2. Batter up. Wash and peel that beet and shred it on a grater or toss it into a food processer. If you end up pulverizing the beet into mush, no worries. At least you tried. Toss the mush into your cat’s food and call it feline borscht.

3. Looks like you might be thrown a curve ball. Be ready with the juices mixed up with your salt and olive oil.

4. Call time out! Take a moment to chop up the parsley and scallions. The colors will look great on the beets and who knows? They may even distract from the beet taste.

5. This is it. Get ready for the first pitch. Toss the shredded beets with the parsley and scallions and drizzle on that dressing. Put the salad onto the lettuce leaf and stare down that nasty beet.

6. Swing batter, batter! (That’s my husband baiting me because he wants to see my face when I eat these beets.)

7. Step up to the plate. Taste. Don’t forget the clothespin.

Umpire:  “You’re safe!”

Food Blogger: “Coach! Coach! Did you see that? I hit a little looper and got to first base! A little juice and olive oil did make a difference.”

Coach Hanks: “I’m proud of you! Let’s keep working on that swing and we’ll have you hitting grand slams in no time!”

(Shhh! I added a little walnuts candied with barley malt just in case I couldn't get my clothespin on fast enough. But the beet salad wasn't half bad and didn't need the walnuts!)

(Shhh! I added a little walnuts candied with barley malt just in case I couldn’t get my clothespin on fast enough. But the beet salad wasn’t half bad and didn’t need the walnuts!)

15 thoughts on “There Is No Crying in Food Blogging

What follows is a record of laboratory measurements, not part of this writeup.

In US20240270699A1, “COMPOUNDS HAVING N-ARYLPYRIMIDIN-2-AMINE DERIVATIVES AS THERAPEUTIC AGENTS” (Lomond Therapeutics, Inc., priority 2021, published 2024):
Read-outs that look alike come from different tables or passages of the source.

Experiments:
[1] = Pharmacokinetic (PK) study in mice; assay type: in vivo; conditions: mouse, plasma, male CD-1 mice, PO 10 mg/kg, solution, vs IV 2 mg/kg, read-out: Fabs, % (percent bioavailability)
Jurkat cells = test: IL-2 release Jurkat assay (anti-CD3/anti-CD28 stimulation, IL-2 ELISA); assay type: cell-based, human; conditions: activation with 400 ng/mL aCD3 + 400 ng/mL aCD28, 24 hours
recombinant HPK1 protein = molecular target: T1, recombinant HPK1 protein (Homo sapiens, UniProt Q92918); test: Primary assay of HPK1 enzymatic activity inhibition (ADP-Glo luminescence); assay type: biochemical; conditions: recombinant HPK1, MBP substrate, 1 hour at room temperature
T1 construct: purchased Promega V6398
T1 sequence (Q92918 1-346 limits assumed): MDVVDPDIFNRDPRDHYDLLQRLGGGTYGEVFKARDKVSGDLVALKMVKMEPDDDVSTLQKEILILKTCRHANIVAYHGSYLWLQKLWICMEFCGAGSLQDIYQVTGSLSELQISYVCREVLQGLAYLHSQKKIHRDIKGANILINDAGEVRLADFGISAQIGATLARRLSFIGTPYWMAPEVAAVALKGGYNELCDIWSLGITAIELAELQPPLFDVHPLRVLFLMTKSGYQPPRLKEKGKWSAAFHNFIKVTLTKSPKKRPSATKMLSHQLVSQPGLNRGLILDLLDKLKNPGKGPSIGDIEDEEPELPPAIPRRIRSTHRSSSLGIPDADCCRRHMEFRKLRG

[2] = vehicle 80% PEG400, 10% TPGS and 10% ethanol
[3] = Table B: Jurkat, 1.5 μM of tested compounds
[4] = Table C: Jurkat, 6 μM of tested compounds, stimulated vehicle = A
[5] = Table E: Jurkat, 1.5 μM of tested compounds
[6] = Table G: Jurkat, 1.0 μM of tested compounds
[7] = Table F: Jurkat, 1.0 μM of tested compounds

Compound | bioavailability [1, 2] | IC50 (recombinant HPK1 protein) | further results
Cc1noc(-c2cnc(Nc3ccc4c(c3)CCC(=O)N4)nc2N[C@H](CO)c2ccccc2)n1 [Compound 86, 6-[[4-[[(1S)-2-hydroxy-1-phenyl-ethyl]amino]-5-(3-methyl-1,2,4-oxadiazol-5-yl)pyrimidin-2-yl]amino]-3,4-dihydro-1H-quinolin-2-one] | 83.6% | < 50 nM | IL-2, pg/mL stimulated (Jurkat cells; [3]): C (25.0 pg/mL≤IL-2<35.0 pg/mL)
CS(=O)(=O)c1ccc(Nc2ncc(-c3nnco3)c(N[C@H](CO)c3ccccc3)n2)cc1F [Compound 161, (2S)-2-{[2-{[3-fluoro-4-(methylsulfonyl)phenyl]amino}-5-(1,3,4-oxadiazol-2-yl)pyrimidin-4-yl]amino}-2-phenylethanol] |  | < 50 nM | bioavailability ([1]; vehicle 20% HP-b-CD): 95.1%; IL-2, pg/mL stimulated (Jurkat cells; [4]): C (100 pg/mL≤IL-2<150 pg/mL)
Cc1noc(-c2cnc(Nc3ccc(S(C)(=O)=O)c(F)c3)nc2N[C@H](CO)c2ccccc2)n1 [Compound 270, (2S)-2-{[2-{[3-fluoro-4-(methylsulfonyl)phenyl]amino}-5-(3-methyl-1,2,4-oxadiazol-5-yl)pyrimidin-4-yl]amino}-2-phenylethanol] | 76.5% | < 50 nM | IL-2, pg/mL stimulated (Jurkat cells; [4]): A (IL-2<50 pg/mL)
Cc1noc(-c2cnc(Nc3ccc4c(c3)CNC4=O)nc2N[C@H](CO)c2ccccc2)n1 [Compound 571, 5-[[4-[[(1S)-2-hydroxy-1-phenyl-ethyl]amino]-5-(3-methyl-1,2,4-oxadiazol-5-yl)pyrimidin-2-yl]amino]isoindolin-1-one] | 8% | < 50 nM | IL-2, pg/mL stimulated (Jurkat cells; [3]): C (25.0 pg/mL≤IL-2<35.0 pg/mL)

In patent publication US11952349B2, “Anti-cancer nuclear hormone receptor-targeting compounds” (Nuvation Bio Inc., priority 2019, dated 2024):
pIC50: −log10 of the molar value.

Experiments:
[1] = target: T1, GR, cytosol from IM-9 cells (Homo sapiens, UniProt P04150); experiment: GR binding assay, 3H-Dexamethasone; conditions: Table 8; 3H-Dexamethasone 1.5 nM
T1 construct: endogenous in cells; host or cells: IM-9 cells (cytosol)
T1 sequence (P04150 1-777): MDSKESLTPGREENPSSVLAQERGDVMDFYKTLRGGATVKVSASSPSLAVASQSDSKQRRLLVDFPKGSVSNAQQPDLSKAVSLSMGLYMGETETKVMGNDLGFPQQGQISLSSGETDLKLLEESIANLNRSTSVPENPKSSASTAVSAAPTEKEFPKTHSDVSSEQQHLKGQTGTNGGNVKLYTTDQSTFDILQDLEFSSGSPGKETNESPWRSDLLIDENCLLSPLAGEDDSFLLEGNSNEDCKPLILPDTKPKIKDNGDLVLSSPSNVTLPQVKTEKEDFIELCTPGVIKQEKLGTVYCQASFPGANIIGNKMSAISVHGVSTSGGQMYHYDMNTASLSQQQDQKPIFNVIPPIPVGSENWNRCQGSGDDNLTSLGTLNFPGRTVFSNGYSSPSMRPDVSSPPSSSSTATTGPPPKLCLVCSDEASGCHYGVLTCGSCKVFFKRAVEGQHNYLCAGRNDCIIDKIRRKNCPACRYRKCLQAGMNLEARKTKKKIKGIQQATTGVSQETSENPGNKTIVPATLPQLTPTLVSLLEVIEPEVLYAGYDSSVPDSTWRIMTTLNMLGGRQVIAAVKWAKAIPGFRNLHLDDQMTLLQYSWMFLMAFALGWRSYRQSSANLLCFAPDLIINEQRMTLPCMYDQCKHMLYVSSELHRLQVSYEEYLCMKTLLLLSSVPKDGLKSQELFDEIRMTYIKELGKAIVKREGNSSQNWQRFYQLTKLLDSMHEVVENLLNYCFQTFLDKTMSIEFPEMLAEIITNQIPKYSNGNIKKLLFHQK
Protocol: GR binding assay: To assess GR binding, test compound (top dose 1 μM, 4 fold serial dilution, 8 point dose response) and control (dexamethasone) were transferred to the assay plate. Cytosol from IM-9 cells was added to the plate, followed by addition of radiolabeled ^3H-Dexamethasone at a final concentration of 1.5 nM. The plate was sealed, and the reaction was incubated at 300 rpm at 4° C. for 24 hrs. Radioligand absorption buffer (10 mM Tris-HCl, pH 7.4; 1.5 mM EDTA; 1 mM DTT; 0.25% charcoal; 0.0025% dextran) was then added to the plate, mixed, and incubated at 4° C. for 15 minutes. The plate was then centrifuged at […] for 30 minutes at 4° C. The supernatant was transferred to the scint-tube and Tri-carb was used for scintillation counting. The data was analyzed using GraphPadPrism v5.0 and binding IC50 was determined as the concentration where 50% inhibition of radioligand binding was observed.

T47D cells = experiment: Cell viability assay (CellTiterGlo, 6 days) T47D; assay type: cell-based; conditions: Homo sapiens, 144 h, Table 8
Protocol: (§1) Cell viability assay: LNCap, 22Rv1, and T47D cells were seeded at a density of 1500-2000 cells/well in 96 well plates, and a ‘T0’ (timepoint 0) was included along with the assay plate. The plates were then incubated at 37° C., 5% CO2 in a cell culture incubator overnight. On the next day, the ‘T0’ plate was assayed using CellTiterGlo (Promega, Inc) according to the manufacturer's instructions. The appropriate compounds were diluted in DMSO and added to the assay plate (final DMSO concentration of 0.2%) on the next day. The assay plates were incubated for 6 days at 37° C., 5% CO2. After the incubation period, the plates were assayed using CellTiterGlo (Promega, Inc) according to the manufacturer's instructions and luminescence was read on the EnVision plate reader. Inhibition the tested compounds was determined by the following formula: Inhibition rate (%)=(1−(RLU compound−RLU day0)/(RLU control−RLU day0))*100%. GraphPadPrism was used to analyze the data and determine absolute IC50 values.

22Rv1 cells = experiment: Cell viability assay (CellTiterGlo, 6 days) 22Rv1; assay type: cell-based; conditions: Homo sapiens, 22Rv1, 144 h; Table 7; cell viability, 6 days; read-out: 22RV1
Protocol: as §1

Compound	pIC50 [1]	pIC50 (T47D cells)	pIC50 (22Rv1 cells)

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  4. You write really funny blogs, Patty. You really do! You should get an award, or maybe Freshly Pressed, or something awesome. I am growing fonder of beets by the minute. By the way, a food blogger like yourself could possibly help me! I have a fennel bulb in the frig. My husband is not fond of fennel and I don’t know if I am either. Do you have a suggestion for how to use it? If you don’t, no need to go Googling. I shall have to do that later, Ms. Food Blogger. 🙂 PS Loved to see the pic of you!

    • Thanks Kathy! I thought it would be good to show my face on my blog once in a while! I am guilty of thinking my own post here was pretty funny too. When I read it, I totally hear the voice of Tom Hanks saying those things and that makes me laugh. When I roasted the fennel with other root vegetables, it came out much milder tasting (less licorice taste). It was strongest eaten raw in salad. So I would think sauteing fennel would be sort of middle of the road as far as strong fennel flavor.

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  6. -What a fabulous post! So well thought out.
    -I can do pickled. Raw and roasted I’ve never tried. Yet, I do love citrus so I might have to force myself to try this as they’re so good for you – that’s the real shame!

  7. Very cute. I like to roast beets and fennel and then grate the beets and add orange juice, spices, evoo and balsamic and add fresh kale and pecans….oh so yummy but then I LOVE beets.